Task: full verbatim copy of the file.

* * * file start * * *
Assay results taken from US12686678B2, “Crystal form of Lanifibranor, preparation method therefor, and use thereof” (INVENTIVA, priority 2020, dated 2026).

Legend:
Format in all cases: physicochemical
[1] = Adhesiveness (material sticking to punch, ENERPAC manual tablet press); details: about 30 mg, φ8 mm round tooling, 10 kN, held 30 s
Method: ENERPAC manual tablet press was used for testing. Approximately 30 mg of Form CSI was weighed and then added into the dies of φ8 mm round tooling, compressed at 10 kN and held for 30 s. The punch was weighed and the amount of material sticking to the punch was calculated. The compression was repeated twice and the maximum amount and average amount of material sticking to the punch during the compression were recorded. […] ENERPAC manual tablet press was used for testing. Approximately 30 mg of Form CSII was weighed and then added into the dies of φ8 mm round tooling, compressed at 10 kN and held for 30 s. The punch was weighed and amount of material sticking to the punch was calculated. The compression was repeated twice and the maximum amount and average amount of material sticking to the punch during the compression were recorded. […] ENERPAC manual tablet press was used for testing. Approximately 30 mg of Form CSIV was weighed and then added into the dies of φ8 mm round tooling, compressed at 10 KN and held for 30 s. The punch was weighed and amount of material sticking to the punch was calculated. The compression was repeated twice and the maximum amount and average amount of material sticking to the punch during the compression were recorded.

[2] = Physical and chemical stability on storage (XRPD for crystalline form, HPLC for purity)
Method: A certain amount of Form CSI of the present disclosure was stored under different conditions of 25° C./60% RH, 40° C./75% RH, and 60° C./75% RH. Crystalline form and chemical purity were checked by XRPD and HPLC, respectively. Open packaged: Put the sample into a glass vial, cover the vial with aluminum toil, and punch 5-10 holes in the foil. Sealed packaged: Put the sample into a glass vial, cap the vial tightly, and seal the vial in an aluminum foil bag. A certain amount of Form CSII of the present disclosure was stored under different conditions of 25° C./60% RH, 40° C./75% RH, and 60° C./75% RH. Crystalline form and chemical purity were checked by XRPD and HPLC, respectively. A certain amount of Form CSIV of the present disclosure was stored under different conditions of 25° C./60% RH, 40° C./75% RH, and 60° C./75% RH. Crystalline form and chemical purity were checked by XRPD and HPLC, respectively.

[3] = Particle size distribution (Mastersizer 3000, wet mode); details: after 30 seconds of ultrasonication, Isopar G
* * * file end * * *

Assay results taken from US12686678B2, “Crystal form of Lanifibranor, preparation method therefor, and use thereof” (INVENTIVA, priority 2020, dated 2026).

Legend:
Format in all cases: physicochemical
[1] = Adhesiveness (material sticking to punch, ENERPAC manual tablet press); details: about 30 mg, φ8 mm round tooling, 10 kN, held 30 s
Method: ENERPAC manual tablet press was used for testing. Approximately 30 mg of Form CSI was weighed and then added into the dies of φ8 mm round tooling, compressed at 10 kN and held for 30 s. The punch was weighed and the amount of material sticking to the punch was calculated. The compression was repeated twice and the maximum amount and average amount of material sticking to the punch during the compression were recorded. […] ENERPAC manual tablet press was used for testing. Approximately 30 mg of Form CSII was weighed and then added into the dies of φ8 mm round tooling, compressed at 10 kN and held for 30 s. The punch was weighed and amount of material sticking to the punch was calculated. The compression was repeated twice and the maximum amount and average amount of material sticking to the punch during the compression were recorded. […] ENERPAC manual tablet press was used for testing. Approximately 30 mg of Form CSIV was weighed and then added into the dies of φ8 mm round tooling, compressed at 10 KN and held for 30 s. The punch was weighed and amount of material sticking to the punch was calculated. The compression was repeated twice and the maximum amount and average amount of material sticking to the punch during the compression were recorded.

[2] = Physical and chemical stability on storage (XRPD for crystalline form, HPLC for purity)
Method: A certain amount of Form CSI of the present disclosure was stored under different conditions of 25° C./60% RH, 40° C./75% RH, and 60° C./75% RH. Crystalline form and chemical purity were checked by XRPD and HPLC, respectively. Open packaged: Put the sample into a glass vial, cover the vial with aluminum toil, and punch 5-10 holes in the foil. Sealed packaged: Put the sample into a glass vial, cap the vial tightly, and seal the vial in an aluminum foil bag. A certain amount of Form CSII of the present disclosure was stored under different conditions of 25° C./60% RH, 40° C./75% RH, and 60° C./75% RH. Crystalline form and chemical purity were checked by XRPD and HPLC, respectively. A certain amount of Form CSIV of the present disclosure was stored under different conditions of 25° C./60% RH, 40° C./75% RH, and 60° C./75% RH. Crystalline form and chemical purity were checked by XRPD and HPLC, respectively.

[3] = Particle size distribution (Mastersizer 3000, wet mode); details: after 30 seconds of ultrasonication, Isopar G